Fiscal and monetary policy have been effective and the situation in some sectors of the Norwegian economy is improving. The financial industry has been exposed to a liquidity crisis, but the Norwegian banking system did not experience a solvency crisis and Norway escaped a real economic crisis. House prices and equity prices are again on the rise, output moved up in the second quarter and unemployment has been markedly lower through summer than we had expected.
There are still risks ahead. Many of our trading partners are struggling with large and mounting public debt and underlying external imbalances. This may give rise to new disturbances that may also influence our economy.
2. Crisis management
The financial market turbulence started in August 2007 after banks started to suffer subprime losses in the US market. After the failure of Lehman Brothers in September 2008, risk premiums surged in funding markets and equity prices plunged – particularly financials. Today we can observe that the element of surprise at how closely financial markets are interwoven amplified the crisis.(1)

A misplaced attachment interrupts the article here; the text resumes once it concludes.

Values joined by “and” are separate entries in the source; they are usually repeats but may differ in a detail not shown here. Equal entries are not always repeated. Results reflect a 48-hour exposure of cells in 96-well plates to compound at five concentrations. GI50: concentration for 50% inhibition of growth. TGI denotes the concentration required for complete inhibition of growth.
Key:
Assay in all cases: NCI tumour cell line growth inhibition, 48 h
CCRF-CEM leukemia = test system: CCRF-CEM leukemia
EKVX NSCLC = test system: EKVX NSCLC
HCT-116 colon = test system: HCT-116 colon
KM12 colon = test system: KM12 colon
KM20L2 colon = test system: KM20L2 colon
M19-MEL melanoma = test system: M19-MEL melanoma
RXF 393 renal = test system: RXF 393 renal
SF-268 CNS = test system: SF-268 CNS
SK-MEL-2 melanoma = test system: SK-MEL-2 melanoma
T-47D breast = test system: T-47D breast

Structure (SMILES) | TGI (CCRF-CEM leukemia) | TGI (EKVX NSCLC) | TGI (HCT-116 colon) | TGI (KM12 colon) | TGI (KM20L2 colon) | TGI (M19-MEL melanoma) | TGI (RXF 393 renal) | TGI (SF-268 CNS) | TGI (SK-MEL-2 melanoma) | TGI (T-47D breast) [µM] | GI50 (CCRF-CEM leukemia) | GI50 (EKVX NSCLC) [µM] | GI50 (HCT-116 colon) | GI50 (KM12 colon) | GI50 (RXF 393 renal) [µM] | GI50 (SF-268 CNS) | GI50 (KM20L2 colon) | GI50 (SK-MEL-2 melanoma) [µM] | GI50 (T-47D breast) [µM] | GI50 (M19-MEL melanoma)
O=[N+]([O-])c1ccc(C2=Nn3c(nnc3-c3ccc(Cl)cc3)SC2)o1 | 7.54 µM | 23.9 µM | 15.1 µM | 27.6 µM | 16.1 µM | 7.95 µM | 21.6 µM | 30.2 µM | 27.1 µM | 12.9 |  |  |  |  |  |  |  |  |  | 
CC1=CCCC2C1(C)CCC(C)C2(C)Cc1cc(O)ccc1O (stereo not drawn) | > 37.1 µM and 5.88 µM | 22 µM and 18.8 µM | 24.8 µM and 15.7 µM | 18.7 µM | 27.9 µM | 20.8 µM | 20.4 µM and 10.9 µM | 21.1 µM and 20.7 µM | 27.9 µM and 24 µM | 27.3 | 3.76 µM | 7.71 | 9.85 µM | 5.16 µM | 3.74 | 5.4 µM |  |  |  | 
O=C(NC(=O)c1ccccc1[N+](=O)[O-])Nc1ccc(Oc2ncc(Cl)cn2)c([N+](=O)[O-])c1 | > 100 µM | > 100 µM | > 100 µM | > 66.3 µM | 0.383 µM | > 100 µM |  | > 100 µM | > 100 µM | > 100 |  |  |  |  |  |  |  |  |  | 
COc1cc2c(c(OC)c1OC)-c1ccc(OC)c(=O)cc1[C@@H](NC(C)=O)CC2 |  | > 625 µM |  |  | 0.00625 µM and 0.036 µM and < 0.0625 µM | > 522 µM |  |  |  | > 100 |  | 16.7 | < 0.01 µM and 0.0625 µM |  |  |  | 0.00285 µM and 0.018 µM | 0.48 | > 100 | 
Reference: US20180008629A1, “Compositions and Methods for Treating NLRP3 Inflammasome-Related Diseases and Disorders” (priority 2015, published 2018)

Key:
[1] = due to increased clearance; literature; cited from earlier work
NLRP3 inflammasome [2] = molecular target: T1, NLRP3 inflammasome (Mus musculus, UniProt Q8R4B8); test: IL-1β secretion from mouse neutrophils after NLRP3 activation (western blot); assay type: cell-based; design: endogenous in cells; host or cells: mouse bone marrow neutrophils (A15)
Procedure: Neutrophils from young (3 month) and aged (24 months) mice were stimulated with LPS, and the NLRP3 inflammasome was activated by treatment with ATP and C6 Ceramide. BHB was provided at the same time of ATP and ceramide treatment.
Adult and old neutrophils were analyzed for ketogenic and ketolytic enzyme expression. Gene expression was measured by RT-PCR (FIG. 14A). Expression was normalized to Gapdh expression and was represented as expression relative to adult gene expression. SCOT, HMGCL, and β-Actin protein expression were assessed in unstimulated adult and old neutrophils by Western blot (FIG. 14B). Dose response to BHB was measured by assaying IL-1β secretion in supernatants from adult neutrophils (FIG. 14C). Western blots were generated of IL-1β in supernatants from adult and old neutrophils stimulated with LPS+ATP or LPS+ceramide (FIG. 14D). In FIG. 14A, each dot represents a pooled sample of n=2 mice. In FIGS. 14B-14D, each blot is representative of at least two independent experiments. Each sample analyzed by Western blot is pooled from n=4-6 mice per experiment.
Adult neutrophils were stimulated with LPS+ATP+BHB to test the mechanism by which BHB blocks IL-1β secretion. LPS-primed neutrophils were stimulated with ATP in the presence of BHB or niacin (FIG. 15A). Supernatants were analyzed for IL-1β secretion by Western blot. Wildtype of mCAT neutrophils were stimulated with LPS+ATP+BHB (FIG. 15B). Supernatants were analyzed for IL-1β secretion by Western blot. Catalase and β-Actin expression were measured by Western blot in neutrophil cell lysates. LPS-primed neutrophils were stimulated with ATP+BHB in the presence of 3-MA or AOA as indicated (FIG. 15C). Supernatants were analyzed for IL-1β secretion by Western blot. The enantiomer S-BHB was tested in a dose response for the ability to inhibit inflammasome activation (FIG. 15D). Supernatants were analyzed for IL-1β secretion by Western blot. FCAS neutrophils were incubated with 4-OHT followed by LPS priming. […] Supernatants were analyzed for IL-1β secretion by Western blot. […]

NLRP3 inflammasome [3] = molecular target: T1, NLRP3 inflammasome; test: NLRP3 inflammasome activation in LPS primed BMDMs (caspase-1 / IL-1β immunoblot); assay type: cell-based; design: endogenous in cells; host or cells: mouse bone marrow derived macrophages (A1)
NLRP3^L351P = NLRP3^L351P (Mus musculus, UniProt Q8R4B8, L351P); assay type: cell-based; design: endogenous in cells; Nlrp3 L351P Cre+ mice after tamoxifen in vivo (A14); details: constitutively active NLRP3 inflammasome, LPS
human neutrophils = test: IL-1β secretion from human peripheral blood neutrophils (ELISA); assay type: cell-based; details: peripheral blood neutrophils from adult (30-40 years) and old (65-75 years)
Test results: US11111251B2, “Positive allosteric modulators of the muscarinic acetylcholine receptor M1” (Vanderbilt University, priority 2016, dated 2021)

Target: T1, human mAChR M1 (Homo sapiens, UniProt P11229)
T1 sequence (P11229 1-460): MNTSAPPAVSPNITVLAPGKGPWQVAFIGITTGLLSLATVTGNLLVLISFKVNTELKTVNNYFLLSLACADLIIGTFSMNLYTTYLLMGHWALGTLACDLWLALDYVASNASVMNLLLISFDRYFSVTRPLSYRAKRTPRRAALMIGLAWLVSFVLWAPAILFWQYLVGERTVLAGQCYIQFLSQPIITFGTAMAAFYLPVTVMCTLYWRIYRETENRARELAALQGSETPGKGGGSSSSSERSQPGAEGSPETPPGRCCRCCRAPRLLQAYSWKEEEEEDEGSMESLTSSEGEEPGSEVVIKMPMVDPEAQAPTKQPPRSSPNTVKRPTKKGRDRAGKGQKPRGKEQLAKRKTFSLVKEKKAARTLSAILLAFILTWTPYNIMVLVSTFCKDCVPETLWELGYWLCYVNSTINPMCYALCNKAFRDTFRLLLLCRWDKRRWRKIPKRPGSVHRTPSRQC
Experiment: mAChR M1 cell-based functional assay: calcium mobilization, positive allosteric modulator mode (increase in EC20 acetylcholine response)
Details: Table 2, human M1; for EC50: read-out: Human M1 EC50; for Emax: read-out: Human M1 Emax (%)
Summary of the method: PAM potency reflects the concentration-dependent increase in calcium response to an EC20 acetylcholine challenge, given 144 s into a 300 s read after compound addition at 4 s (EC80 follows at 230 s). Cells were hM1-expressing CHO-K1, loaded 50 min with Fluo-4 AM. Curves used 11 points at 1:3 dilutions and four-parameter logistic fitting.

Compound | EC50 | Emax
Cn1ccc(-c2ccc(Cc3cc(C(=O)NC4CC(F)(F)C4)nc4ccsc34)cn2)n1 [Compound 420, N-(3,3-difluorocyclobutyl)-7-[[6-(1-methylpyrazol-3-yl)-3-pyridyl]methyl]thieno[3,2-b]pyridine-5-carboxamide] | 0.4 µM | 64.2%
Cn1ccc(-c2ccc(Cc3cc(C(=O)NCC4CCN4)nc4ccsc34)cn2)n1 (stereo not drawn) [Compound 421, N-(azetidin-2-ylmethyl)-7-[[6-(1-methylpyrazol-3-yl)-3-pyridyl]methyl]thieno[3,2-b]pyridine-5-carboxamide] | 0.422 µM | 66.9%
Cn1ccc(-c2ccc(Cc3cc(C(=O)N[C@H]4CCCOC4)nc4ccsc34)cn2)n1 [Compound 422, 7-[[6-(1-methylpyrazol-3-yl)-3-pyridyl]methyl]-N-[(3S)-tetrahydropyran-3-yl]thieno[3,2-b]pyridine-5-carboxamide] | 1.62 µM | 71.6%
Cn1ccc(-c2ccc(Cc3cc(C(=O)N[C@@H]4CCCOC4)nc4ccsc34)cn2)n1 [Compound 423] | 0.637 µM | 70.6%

Central banks around the globe cut key rates swiftly and forcefully, in some cases to levels close to zero. In Sweden, the central bank set the interest rate on banks’ deposits in the central bank at negative ¼ per cent. In Norway, it was not appropriate to use instruments as forcefully. But Norges Bank also reduced the key policy rate markedly and rapidly and more rapidly than the inflation and growth outlook alone suggested.
Central banks have a long history of dealing with financial crises. The economist and journalist Walter Bagehot formulated as early as in 1873 the principles for central banks’ role in this area:
“To avert panic, central banks should lend early and freely (without limit), to solvent firms, against good collateral, and at ‘high rates’.” (2)